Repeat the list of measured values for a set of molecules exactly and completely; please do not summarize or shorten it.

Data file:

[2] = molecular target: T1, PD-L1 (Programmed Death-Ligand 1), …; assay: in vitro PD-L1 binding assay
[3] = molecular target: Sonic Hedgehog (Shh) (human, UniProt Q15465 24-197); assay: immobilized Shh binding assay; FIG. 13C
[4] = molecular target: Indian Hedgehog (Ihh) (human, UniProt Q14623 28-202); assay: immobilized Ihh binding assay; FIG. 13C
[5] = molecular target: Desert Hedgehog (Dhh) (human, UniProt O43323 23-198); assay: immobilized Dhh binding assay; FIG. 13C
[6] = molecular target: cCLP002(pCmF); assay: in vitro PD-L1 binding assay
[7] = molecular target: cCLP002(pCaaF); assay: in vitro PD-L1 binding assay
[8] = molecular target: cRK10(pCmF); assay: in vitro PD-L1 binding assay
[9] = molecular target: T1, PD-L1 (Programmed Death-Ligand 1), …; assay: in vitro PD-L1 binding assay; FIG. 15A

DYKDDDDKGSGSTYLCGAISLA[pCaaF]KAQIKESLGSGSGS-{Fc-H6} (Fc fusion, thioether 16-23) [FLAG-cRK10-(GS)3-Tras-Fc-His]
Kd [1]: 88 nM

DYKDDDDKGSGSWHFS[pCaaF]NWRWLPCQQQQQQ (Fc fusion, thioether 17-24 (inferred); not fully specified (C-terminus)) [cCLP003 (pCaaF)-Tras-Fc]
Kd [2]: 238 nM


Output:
[2] = molecular target: T1, PD-L1 (Programmed Death-Ligand 1), …; assay: in vitro PD-L1 binding assay
[3] = molecular target: Sonic Hedgehog (Shh) (human, UniProt Q15465 24-197); assay: immobilized Shh binding assay; FIG. 13C
[4] = molecular target: Indian Hedgehog (Ihh) (human, UniProt Q14623 28-202); assay: immobilized Ihh binding assay; FIG. 13C
[5] = molecular target: Desert Hedgehog (Dhh) (human, UniProt O43323 23-198); assay: immobilized Dhh binding assay; FIG. 13C
[6] = molecular target: cCLP002(pCmF); assay: in vitro PD-L1 binding assay
[7] = molecular target: cCLP002(pCaaF); assay: in vitro PD-L1 binding assay
[8] = molecular target: cRK10(pCmF); assay: in vitro PD-L1 binding assay
[9] = molecular target: T1, PD-L1 (Programmed Death-Ligand 1), …; assay: in vitro PD-L1 binding assay; FIG. 15A

DYKDDDDKGSGSTYLCGAISLA[pCaaF]KAQIKESLGSGSGS-{Fc-H6} (Fc fusion, thioether 16-23) [FLAG-cRK10-(GS)3-Tras-Fc-His]
Kd [1]: 88 nM

DYKDDDDKGSGSWHFS[pCaaF]NWRWLPCQQQQQQ (Fc fusion, thioether 17-24 (inferred); not fully specified (C-terminus)) [cCLP003 (pCaaF)-Tras-Fc]
Kd [2]: 238 nM